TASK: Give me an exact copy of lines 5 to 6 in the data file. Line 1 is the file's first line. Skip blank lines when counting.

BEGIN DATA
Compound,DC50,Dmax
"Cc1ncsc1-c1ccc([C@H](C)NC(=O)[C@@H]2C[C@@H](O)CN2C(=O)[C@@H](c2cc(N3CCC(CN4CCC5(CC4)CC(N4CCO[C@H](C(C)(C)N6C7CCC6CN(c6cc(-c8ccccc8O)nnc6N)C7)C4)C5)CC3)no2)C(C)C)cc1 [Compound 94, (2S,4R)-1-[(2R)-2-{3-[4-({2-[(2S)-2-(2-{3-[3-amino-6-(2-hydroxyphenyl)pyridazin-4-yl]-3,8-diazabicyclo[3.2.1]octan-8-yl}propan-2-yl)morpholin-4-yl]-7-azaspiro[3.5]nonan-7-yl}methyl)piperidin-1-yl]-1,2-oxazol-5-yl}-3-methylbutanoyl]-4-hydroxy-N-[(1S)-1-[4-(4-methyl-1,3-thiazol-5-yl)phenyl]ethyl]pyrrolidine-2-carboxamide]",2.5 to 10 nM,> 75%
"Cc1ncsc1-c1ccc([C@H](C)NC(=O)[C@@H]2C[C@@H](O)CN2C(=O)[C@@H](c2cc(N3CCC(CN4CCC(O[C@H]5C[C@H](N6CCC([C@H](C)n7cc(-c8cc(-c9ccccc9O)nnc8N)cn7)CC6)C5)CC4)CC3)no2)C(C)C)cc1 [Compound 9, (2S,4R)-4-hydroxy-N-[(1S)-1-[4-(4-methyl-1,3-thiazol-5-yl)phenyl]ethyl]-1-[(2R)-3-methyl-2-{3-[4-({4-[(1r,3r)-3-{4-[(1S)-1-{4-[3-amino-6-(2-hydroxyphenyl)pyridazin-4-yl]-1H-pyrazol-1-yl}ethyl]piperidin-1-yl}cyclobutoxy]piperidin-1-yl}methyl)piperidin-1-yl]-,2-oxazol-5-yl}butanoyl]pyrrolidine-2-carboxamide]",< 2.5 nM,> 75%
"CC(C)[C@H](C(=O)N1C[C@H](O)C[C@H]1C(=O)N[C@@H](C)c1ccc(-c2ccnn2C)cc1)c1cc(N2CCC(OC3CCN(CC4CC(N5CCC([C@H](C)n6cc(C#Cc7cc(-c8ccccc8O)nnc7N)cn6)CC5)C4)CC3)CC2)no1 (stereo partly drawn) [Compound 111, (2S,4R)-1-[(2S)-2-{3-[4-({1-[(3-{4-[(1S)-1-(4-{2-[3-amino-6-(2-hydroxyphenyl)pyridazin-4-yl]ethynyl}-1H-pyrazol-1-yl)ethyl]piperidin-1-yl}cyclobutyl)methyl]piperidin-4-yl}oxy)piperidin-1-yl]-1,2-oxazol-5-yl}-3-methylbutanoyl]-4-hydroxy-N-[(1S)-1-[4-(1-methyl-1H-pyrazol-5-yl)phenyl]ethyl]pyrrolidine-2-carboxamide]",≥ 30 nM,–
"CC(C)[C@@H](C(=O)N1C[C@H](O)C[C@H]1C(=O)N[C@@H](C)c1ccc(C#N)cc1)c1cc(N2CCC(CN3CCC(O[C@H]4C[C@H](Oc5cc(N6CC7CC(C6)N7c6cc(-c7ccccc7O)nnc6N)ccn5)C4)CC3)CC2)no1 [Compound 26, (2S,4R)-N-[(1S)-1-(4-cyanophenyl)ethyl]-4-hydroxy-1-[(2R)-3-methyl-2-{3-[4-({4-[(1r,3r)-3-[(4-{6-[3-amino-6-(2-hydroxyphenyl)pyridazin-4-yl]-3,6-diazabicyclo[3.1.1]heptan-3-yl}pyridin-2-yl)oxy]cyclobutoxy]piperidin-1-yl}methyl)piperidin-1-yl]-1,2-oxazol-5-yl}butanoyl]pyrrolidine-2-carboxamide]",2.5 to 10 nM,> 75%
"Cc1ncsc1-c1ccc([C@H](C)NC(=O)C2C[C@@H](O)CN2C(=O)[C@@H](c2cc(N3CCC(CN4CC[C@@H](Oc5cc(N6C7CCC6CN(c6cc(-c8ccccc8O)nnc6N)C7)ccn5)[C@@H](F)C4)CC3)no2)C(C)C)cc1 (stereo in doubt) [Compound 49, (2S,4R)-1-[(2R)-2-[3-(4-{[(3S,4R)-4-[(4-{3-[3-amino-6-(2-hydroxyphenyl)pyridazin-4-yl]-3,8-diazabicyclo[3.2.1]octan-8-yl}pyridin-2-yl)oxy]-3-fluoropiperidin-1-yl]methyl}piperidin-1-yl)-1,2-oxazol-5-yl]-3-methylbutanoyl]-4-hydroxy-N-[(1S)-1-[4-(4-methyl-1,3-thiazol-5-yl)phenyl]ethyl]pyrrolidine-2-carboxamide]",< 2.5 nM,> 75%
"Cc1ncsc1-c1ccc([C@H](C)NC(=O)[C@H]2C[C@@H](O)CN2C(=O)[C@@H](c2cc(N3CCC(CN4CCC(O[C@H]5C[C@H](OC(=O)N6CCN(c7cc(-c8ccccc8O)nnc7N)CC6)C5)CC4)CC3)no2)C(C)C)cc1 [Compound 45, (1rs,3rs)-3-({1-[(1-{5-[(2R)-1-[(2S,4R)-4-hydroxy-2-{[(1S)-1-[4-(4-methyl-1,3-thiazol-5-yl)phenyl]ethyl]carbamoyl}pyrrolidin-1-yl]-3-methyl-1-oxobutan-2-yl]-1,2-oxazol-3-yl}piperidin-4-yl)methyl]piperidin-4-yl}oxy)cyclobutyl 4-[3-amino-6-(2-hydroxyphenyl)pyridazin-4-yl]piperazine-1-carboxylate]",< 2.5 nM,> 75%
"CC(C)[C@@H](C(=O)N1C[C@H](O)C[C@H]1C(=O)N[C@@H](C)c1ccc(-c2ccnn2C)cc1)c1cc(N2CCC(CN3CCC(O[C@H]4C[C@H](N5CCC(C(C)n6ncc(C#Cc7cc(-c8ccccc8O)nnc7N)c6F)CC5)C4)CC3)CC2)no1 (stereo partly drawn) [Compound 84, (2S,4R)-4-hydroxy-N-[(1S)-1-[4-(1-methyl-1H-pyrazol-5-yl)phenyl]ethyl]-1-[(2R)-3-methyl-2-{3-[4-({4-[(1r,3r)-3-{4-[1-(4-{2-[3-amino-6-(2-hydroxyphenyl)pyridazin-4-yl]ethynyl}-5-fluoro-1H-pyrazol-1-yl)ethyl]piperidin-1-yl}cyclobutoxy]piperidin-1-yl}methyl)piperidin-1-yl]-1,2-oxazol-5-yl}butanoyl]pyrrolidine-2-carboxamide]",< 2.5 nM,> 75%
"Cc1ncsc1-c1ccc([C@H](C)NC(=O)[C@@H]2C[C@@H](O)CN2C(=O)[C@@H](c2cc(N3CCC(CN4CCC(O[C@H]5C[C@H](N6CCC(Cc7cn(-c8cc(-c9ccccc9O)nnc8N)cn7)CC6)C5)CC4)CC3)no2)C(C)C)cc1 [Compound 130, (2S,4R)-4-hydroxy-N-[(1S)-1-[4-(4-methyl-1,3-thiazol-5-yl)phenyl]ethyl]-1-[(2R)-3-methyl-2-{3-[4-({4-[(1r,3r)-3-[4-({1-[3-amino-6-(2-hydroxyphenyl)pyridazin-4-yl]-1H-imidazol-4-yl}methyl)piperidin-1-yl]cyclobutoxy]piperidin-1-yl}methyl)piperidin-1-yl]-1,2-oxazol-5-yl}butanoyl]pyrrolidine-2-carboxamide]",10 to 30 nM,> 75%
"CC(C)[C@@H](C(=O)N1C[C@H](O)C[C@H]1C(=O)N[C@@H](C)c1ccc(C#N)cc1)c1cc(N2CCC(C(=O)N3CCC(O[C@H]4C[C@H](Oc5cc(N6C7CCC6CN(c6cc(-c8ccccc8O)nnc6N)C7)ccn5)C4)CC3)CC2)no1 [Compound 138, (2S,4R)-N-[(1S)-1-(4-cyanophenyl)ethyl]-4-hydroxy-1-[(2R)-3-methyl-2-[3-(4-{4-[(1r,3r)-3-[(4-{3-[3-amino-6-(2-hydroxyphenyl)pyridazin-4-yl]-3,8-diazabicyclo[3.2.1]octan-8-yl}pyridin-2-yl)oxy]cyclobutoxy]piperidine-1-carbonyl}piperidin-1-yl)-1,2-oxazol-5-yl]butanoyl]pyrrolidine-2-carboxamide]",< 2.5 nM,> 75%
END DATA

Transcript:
"CC(C)[C@@H](C(=O)N1C[C@H](O)C[C@H]1C(=O)N[C@@H](C)c1ccc(C#N)cc1)c1cc(N2CCC(CN3CCC(O[C@H]4C[C@H](Oc5cc(N6CC7CC(C6)N7c6cc(-c7ccccc7O)nnc6N)ccn5)C4)CC3)CC2)no1 [Compound 26, (2S,4R)-N-[(1S)-1-(4-cyanophenyl)ethyl]-4-hydroxy-1-[(2R)-3-methyl-2-{3-[4-({4-[(1r,3r)-3-[(4-{6-[3-amino-6-(2-hydroxyphenyl)pyridazin-4-yl]-3,6-diazabicyclo[3.1.1]heptan-3-yl}pyridin-2-yl)oxy]cyclobutoxy]piperidin-1-yl}methyl)piperidin-1-yl]-1,2-oxazol-5-yl}butanoyl]pyrrolidine-2-carboxamide]",2.5 to 10 nM,> 75%
"Cc1ncsc1-c1ccc([C@H](C)NC(=O)C2C[C@@H](O)CN2C(=O)[C@@H](c2cc(N3CCC(CN4CC[C@@H](Oc5cc(N6C7CCC6CN(c6cc(-c8ccccc8O)nnc6N)C7)ccn5)[C@@H](F)C4)CC3)no2)C(C)C)cc1 (stereo in doubt) [Compound 49, (2S,4R)-1-[(2R)-2-[3-(4-{[(3S,4R)-4-[(4-{3-[3-amino-6-(2-hydroxyphenyl)pyridazin-4-yl]-3,8-diazabicyclo[3.2.1]octan-8-yl}pyridin-2-yl)oxy]-3-fluoropiperidin-1-yl]methyl}piperidin-1-yl)-1,2-oxazol-5-yl]-3-methylbutanoyl]-4-hydroxy-N-[(1S)-1-[4-(4-methyl-1,3-thiazol-5-yl)phenyl]ethyl]pyrrolidine-2-carboxamide]",< 2.5 nM,> 75%